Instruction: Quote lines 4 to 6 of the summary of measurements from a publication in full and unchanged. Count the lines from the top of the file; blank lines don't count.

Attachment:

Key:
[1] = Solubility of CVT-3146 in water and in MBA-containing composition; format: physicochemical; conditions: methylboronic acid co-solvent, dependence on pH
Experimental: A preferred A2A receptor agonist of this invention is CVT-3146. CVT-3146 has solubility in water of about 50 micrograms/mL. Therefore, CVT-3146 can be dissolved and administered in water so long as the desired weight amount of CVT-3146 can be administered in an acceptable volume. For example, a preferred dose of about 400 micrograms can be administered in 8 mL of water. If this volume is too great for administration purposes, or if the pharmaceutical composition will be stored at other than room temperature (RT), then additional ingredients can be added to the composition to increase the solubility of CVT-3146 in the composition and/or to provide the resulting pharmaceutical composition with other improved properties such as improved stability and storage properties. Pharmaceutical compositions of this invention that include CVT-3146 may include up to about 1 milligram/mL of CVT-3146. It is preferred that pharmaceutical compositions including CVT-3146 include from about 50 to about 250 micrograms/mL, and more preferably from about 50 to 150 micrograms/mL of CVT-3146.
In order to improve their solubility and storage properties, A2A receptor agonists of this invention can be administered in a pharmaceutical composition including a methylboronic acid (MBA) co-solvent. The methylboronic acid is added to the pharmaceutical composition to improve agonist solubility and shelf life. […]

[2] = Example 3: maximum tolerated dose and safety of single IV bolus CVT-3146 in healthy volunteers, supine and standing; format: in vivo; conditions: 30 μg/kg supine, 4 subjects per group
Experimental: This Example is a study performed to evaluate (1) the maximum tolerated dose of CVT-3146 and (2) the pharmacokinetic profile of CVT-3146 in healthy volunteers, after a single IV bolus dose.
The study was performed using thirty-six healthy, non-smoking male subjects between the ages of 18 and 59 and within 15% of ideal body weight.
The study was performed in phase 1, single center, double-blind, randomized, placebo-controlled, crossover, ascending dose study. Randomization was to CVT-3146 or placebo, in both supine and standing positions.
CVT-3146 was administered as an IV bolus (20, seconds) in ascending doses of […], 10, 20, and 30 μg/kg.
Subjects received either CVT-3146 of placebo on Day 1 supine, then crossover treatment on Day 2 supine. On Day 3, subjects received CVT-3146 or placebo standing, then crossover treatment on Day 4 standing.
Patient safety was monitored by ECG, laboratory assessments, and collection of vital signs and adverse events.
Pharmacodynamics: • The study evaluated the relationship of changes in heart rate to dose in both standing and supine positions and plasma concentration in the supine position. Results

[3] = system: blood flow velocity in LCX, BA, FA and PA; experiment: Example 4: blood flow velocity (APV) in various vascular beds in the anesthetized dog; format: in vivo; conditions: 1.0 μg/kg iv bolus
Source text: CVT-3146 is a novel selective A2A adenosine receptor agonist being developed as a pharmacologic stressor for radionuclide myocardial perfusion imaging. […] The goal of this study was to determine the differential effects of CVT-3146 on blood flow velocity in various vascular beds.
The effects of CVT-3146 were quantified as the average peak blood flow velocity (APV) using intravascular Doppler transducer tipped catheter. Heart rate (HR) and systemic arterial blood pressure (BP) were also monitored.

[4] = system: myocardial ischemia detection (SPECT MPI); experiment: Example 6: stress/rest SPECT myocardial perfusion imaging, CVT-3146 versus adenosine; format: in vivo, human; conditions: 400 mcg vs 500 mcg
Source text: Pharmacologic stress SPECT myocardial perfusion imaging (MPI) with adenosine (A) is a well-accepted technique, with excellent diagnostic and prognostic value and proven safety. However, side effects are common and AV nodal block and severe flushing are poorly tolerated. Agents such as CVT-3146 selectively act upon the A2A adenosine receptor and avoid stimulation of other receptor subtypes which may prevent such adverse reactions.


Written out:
In order to improve their solubility and storage properties, A2A receptor agonists of this invention can be administered in a pharmaceutical composition including a methylboronic acid (MBA) co-solvent. The methylboronic acid is added to the pharmaceutical composition to improve agonist solubility and shelf life. […]

[2] = Example 3: maximum tolerated dose and safety of single IV bolus CVT-3146 in healthy volunteers, supine and standing; format: in vivo; conditions: 30 μg/kg supine, 4 subjects per group
Experimental: This Example is a study performed to evaluate (1) the maximum tolerated dose of CVT-3146 and (2) the pharmacokinetic profile of CVT-3146 in healthy volunteers, after a single IV bolus dose.